I was getting ready for church on Sunday when in the mirror I could see a spider coming down from the ceiling behind me. True story! Now I'm not really that afraid of spiders, but I have to keep up a few girly girl appearances for the mister, so I shouted "Tim, I need you to come here!"
As soon as he walked in he noticed what I needed, "Ma'am, you have a spider here!" and proceeded to take care of it. With the spider gone, I did a quick sweep at the air as if to rid the string of web away that the spider had crawled down on. Then my bright hubby said, "The website is your responsibility," and walk out of the room. Yep, the website is my responsibility.
All that said, I'd like to introduce the new home of Attic Treasures Basketry. Hope you'll have a look around, especially at our events and classes pages. Be patient as we continue to make changes, add new baskets to the gallery and hopefully generate a newletter soon.
Take care and hope and come back again!
Some recent posts have been transferred to the new website, however the old blogger blog will still remain for a time at http://attictreasuresbasketry.blogspot.com/
There is a great sense of accomplishment when you start out on a project and it turns out even better than expected. Today I wanted to share a little bit about my latest basket project and perhaps you'll want to try one of your own.
You may need to familiarize yourself with some of the techniques of wicker weaving and one of the best ways to do that, in my opinion, are the excellent books by Flo Hoppe. Maybe I've said this before, but I checked out Flo's book, Contemporary Wicker Basketry, oodles of times before I actually decided to try some wicker work. It wasn't until the beginning of this year that I finally purchased a copy of another book by Flo, Wicker Basketry. In addition to that, I purchased her spiral weaving instructional video from the National Basketry Organization. I think this really was the turning point where I said, "I really need to try this!"
I'm really enjoying this journey and try to add a new technique each time I do a basket. Today I used the four over four overlaid base, Japanese weave, 3 rod arrow, twining, and a basic rolled border. Some of these techniques I already knew, but they all came together for a sweet little basket.
My purpose in weaving this basket was to make a jar cover and up cycle some of the glass jars that we get when we purchase some of our favorite fruit spread. They aren't quite like a Mason Jar pint, but they're almost the same size and would work great for a little flower vase except for the fact that they're kind of on the plain side.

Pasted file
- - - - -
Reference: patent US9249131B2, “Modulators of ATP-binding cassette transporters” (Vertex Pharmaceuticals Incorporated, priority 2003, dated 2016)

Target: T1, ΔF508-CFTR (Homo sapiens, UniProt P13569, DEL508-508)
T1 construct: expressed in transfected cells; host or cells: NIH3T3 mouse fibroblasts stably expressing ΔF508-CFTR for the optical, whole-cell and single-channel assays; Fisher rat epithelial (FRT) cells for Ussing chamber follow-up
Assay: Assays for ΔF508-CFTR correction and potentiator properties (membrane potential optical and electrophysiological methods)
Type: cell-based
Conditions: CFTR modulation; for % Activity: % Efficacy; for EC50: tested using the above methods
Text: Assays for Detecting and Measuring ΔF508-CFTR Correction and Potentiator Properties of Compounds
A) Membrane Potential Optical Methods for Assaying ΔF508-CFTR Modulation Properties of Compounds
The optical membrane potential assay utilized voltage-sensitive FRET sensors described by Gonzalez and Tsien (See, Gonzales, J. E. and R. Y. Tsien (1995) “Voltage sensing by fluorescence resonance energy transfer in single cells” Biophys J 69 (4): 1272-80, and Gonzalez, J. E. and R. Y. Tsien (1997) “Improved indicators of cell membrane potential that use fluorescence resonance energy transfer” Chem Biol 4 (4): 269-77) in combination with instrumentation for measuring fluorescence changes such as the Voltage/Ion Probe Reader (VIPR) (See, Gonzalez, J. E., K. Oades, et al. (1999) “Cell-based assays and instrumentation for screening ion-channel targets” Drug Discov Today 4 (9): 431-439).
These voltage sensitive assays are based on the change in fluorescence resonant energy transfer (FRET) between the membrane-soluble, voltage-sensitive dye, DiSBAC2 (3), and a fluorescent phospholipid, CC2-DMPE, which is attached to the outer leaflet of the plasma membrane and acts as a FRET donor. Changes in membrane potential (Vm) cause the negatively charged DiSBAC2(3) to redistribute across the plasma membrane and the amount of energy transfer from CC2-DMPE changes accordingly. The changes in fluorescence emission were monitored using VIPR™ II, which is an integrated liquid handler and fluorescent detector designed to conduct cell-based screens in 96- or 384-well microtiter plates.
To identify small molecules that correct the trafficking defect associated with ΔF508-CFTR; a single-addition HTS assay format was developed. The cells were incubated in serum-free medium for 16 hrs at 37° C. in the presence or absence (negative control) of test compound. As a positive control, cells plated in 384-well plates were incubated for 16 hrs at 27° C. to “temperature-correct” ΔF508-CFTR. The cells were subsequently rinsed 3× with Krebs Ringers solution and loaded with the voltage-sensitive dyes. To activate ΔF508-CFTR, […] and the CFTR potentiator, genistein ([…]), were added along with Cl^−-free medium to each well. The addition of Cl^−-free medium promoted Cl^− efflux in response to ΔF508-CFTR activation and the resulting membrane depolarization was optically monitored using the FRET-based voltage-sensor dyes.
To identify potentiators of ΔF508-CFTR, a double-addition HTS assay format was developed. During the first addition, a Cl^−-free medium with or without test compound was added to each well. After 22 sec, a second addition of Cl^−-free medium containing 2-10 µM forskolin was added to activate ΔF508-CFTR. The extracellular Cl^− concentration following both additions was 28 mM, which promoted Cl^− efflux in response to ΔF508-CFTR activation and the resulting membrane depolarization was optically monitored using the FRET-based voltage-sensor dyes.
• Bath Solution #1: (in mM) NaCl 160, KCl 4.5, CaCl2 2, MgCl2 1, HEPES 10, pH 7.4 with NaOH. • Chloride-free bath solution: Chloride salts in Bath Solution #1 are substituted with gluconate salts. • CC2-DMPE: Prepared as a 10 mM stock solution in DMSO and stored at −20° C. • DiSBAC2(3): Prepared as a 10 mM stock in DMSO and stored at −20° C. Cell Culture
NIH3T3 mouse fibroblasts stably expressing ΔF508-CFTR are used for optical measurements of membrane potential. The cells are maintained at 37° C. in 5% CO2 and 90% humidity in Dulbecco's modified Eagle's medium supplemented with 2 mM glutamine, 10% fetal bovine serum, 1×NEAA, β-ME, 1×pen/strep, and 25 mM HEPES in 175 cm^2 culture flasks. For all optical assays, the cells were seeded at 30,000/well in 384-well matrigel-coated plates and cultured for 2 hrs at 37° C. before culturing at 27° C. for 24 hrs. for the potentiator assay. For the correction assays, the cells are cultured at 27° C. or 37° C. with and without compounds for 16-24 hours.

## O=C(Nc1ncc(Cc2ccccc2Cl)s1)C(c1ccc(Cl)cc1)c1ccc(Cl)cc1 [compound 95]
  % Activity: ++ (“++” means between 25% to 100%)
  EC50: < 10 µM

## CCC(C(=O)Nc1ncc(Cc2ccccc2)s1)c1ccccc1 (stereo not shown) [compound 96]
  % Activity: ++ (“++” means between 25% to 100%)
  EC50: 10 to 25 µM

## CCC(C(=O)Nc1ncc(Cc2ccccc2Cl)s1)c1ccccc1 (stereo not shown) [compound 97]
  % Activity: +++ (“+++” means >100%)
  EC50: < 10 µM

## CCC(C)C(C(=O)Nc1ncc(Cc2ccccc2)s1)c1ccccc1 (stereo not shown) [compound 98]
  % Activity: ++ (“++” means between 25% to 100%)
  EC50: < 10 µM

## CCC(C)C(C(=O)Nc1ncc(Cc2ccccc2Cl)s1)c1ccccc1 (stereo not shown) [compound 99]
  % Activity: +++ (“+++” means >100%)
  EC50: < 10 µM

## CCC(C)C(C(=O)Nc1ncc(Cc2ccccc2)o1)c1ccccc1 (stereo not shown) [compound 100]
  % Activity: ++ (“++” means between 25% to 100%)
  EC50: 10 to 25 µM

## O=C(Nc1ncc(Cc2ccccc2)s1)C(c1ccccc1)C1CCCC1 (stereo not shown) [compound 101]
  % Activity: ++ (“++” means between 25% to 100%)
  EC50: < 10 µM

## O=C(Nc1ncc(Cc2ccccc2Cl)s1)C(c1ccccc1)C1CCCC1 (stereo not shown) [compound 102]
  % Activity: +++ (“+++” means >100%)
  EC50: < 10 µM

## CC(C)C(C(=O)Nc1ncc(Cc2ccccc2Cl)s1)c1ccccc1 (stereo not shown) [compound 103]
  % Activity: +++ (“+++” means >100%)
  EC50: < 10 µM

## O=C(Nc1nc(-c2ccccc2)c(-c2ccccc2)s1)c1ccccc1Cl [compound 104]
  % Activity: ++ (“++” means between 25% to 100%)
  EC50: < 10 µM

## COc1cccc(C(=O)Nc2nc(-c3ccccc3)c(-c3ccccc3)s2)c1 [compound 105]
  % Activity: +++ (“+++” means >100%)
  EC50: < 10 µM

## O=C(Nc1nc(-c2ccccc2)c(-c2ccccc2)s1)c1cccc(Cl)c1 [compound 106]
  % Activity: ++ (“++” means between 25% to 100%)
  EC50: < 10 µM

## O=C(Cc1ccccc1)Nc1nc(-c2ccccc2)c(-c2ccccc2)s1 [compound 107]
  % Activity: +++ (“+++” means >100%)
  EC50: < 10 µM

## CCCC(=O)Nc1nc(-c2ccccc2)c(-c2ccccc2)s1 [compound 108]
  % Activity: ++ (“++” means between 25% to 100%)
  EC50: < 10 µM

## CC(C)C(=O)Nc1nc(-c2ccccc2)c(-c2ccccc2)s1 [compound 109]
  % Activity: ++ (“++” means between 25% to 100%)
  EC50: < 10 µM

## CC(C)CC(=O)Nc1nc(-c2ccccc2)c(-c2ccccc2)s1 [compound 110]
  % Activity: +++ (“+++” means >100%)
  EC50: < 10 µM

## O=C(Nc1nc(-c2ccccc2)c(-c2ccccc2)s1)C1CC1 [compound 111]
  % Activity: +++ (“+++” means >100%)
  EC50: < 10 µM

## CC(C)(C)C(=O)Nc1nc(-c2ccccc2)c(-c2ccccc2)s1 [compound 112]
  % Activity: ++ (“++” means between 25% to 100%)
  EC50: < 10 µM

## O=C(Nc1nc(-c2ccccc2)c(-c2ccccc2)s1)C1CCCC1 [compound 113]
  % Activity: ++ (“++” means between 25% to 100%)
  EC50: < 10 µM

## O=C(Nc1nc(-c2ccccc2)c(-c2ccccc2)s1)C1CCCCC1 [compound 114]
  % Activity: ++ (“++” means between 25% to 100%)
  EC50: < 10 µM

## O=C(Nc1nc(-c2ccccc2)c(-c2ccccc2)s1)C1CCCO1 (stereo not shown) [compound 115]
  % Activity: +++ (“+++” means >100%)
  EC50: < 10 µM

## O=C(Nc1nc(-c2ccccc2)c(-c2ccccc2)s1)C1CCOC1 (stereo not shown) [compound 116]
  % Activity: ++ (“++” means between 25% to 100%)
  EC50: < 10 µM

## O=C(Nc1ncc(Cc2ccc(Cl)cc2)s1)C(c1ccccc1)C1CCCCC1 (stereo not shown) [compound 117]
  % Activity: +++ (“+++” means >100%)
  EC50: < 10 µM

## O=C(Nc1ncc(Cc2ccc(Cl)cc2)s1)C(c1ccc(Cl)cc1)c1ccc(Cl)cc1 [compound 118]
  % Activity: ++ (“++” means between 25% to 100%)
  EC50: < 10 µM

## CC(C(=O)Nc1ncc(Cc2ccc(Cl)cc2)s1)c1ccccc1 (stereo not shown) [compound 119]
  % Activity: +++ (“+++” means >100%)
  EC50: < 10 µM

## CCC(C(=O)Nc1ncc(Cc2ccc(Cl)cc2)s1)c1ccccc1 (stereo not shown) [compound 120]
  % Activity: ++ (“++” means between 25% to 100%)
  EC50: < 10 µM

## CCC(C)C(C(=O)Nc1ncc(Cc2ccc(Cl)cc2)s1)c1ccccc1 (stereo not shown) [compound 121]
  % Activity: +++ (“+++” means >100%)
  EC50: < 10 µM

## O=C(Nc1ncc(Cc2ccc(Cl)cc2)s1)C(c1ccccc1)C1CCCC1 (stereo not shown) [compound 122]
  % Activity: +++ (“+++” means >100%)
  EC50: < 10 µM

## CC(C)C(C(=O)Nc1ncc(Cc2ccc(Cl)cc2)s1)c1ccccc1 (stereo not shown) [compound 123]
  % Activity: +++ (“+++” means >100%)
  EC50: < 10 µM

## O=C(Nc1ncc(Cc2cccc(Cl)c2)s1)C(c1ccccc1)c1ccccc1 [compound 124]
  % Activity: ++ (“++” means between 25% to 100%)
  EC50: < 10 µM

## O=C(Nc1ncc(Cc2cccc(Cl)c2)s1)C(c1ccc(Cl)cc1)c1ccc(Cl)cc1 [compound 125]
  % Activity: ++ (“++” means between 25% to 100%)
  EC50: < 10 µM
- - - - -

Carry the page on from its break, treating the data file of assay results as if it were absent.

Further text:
The project began with eight pieces of #5 round reed. I did the 4 over 4 overlaid base. After four rounds with a #3 round weaver to secure the slath, I started the Japanese weave base (over 2, under 1, separating the spokes as I went along) This is really a very easy technique. One piece of advice would be to keep your work around the base as tight as possible. I'm not perfect at it yet, but it's getting better. You also want to dome up the base toward the inside of the basket.
When I got to about three inches of weaving on the base, I ended it and then upstaked the sides. I held this in place with a elastic hairband at the top until I was ready to start working on the sides. Yep, I sprayed the stakes with water while my jar was in there. Oops!
Now comes the fun part, trying different techniques for the sides. I did a three rod arrow at the bottom, twining through the center, arrow accent row, and five more rows of twining. I finished it off with a basic rolled border. While weaving I did quite a bit of shaping to give the basket a little belly and then curve it outward at the top. It's pretty subtle, but I like the gentle curve.
For the stain I mixed Ebony and Red Oak Minwax. The ceramic button is from Glaze Girl Designs on Etsy. I'm already thinking about weaving another basket like it, and using a white wash on it.
So glad you stopped by today! Hope you'll check out my summer schedule of demonstrations and classes. If you are in southeastern Wisconsin and enjoy living history, you won't want to missHoricon Living History Days, May 6-8, 2016. In addition to a beautiful historic home, a school house and outbuildings, there will be spinning, basketry, a black smith, candle making, daily living demonstrations and so much more!
Until next time...have a great time weaving!